Tuesday, 3 March 2009

Cultural fermentation

A few months ago I had the pleasure of attending a fermentation course by Sandor Ellix Katz and Frank Cook at Schumacher College. I was already hooked on fermentation as a cultural transformer and enhancer, and was even more so after having fermented anything from cabbage to milk and learned about its cultural significance and wonderful health-benefints. In New York I went to Yonah Shimmels Knishery, a unique place for cultural fermentation. My souvernir was a jar of 100 year old Armenian yogurt culture kept alive by avid cultivators. On their wall I found an article from the New York Post from the 70´s explaining the high demand for this unique product. Hungarian film directors sent their limo-chauffeurs down to pick up a few jars of this magic stuff, and Armenian housewives swore by this yogurt as an all-purpose cure for everything from sunburn to deadly ills.

And it is suprisingly easy to make. All you need is a few spoonfuls of the original culture. Heat up some milk, prefferably non pastaurized and homogenized so all the live bacteria are still there. I am lucky to have it supplied by good friends on the island - straight from the cow with no middlemen...

Heat up the milk till it starts forming small bubbles. Chill down to fingerwarmth. Add a tablespoon of culture pr. liter milk (yes, you need no more according to Katz) and stir it into the milk.

Fill preheated glassjars and put it into a coolbag. Stuff the empty spaces with a few jars of hot water and towels to keep the heat constant, and leave it for 10 hours in a warmish place. That is all!!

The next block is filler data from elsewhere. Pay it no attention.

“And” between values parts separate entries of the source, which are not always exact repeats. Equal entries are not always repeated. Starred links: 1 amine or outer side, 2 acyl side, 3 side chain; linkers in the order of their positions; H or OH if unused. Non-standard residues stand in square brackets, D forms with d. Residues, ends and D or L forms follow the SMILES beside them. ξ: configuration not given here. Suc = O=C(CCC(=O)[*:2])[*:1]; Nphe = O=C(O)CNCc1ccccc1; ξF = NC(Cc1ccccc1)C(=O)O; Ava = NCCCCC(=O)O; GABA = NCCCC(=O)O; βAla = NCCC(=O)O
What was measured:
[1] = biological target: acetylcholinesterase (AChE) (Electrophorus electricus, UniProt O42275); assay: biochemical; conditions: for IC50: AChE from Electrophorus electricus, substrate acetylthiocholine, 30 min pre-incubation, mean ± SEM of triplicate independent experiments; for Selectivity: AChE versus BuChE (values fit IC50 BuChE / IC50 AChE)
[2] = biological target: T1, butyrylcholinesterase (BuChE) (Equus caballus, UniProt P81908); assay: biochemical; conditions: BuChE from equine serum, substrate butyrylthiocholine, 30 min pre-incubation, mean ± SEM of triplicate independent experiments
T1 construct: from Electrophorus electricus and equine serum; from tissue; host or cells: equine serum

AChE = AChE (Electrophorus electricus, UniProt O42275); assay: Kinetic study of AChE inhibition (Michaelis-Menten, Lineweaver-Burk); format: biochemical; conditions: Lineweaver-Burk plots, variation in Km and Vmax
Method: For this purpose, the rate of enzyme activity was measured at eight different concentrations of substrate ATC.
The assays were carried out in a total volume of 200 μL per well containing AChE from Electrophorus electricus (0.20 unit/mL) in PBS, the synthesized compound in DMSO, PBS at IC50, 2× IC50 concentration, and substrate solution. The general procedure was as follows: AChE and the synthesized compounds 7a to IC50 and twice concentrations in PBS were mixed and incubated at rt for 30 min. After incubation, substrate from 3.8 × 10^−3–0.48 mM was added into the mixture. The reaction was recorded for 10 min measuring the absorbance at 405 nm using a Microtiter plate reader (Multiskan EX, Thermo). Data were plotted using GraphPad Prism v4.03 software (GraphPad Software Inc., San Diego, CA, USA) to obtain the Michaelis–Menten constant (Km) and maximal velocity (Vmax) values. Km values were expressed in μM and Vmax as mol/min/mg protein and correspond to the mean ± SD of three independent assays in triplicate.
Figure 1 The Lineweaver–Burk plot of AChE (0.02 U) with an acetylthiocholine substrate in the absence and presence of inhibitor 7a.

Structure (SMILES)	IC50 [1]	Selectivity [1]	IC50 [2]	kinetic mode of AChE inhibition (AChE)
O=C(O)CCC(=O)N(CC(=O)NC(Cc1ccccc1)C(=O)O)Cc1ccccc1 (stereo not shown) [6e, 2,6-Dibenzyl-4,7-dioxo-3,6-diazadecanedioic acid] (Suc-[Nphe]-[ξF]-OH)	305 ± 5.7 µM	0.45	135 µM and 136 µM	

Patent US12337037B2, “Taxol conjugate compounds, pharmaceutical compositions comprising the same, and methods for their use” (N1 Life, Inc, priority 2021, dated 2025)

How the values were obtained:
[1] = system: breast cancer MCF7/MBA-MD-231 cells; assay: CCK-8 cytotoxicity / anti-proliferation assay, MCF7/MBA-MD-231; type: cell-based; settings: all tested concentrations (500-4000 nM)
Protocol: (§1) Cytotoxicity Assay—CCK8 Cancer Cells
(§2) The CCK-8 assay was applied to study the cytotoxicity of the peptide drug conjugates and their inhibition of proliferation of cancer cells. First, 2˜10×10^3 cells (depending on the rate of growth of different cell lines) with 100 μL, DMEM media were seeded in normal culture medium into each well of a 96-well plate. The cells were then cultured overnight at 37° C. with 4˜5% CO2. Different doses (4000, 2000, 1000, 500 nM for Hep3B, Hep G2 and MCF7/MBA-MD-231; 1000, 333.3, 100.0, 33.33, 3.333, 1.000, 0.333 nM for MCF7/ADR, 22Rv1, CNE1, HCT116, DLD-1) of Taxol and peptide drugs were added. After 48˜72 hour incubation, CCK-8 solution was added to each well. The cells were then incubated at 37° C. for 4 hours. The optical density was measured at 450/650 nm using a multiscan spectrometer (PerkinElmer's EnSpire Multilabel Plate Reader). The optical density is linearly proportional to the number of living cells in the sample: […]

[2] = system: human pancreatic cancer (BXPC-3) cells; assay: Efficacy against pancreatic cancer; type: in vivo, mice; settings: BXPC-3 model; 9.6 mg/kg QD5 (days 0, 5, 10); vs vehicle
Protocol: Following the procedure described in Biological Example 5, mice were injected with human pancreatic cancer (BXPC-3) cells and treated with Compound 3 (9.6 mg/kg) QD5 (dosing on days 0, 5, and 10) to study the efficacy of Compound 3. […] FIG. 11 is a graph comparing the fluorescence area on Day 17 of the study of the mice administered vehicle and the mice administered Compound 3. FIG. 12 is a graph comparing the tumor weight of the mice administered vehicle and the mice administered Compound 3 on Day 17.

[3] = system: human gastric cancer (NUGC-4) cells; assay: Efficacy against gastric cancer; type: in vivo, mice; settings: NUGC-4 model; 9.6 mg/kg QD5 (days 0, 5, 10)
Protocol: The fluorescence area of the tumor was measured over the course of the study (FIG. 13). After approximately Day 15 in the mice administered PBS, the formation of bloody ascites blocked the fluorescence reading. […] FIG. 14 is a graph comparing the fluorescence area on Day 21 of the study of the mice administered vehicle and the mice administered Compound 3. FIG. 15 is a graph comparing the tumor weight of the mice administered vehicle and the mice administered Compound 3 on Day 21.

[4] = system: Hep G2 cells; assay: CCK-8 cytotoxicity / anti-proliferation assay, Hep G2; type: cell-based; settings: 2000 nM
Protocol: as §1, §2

Liven up your body and soul with this pungent activator and join the revolutionary spirit of cultural liberation ready to transform dreams and hopes into reality!

New York

Spent a fantastic week in New York. Presented my film about the poetics of bread, Alchemy, to a great audience at MoMA and met wonderful people engaged in art/ecology and nature/culture and felt very inspired by all the different things going on. Went to an awesome mix of weird and wonderful stuff at the Wondercabinet (http://nyih.as.nyu.edu/object/nyih.wondercabinet) organized by The New York Institute for the Humanities curated by Lawrence Weschler. That alone inspired me to get a residency in this cultural capitol in the near future. New York is extremes in every direction. Fantastic but also shocking...for example the mountains of rubbish left in the sreets every night (where does it allgo?) and total lack of recycling and exessive use of disposable cups, plates, cutlery, anything...and the constant pushing of consumer items from shops. Impossible just to purchase even a book without having to resist ten special offers and a magnetic fridgemagnet! The $10 question is where all the steam from the New York potholes come from?